Home

What's New

Contact:
Zack Hutchins
Director of Communications
518.465.7511

February 19, 1998

Assembly hearings address possible refinancing of state Superfund

Two Assembly groups are holding hearings on the possible refinancing of the state's environmental "Superfund" this year. The Business Council will testify at one of these hearings. The Assembly Environmental Conservation Committee and the Assembly Commission on Toxic Substances and Hazardous Wastes are jointly sponsoring the hearings to discuss different approaches to refinancing Superfund. Both the Pataki administration and the state Superfund Management Board agree that there is enough in the fund to last through the year 2000, said Ken Pokalsky, The Business Council's expert in environmental issues. One proposal that is being discussed would raise $2.5 billion over more than eight years through $200 million in new fees on business plus $50 million in new general fund spending, Pokalsky said. This approach, which has not been introduced in bill form, was developed and informally floated last year by several environmental groups, Pokalsky said. The proposed fees reportedly would have targeted manufacturers and users of a specific group of chemicals, although what chemicals has not been specified, Pokalsky noted. Although The Business Council has taken no stand on how Superfund might be refinanced, it has voiced strong opposition to any new "Superfund" tax that is not accompanied by substantial program reforms and a broader, fairer sharing of the financial burden for financing the state's cleanup efforts. "Superfund is dealing with a wider variety of sites than was anticipated in 1986, including some non-industrial sites," Pokalsky said. "For this reason, the financial burden should not fall exclusively on industry." The Business Council also favors the use of alternative approaches to clean-up standards, such as the use of risk factors, to shrink the cost but not the effectiveness of cleanups. "New York's cleanup experience has shown that the state can use such alternative approaches as risk factors and liability releases to produce environmentally sound, expedited site cleanups," Pokalsky said.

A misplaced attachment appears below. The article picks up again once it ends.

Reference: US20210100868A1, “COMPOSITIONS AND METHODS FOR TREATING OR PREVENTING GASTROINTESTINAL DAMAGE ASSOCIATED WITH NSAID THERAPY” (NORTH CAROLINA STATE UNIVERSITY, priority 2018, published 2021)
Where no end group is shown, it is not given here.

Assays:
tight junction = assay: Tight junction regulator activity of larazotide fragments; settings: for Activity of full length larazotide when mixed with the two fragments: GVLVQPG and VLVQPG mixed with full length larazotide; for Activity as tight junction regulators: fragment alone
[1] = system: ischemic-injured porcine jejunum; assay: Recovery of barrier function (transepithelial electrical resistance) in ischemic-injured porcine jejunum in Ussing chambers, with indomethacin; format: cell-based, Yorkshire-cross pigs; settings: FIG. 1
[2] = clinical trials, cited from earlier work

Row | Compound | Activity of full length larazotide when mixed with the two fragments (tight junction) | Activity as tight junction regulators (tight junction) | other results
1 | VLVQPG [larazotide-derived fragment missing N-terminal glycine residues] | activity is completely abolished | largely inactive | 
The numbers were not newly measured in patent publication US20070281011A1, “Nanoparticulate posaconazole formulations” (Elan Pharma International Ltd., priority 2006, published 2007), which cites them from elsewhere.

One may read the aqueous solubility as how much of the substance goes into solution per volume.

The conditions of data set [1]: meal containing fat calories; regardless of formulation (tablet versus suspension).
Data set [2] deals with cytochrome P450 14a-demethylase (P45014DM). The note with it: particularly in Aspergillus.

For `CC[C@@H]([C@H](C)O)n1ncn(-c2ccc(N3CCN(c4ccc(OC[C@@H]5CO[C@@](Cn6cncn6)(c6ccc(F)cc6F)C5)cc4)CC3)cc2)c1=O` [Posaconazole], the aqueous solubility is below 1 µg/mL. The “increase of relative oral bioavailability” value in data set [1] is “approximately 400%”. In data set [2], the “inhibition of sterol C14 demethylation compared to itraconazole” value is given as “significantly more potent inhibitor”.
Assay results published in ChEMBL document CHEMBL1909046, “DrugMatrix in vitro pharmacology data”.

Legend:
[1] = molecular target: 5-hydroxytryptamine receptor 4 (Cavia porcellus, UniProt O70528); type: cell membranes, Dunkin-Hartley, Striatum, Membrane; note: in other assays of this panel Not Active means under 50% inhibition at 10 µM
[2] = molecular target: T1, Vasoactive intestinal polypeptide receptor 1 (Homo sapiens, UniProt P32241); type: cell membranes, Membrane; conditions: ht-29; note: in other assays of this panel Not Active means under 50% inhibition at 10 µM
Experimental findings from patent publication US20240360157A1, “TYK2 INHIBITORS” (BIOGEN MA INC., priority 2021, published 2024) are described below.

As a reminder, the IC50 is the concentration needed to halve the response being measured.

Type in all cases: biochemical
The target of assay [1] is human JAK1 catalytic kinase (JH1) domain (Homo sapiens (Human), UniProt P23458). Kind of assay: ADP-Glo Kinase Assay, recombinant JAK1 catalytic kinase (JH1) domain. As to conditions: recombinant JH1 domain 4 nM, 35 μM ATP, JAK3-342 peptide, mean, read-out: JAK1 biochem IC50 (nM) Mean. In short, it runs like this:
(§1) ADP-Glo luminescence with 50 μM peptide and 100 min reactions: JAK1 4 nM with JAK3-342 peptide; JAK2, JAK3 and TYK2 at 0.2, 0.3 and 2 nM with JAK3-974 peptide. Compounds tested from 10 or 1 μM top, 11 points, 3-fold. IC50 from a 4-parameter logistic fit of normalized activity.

The state Superfund Management Board has proposed a "pay-as-you-go" approach under which about $80 million a year would be collected. Some of this could come from existing business fees, and no new business fees would be imposed until 2008, Pokalsky noted.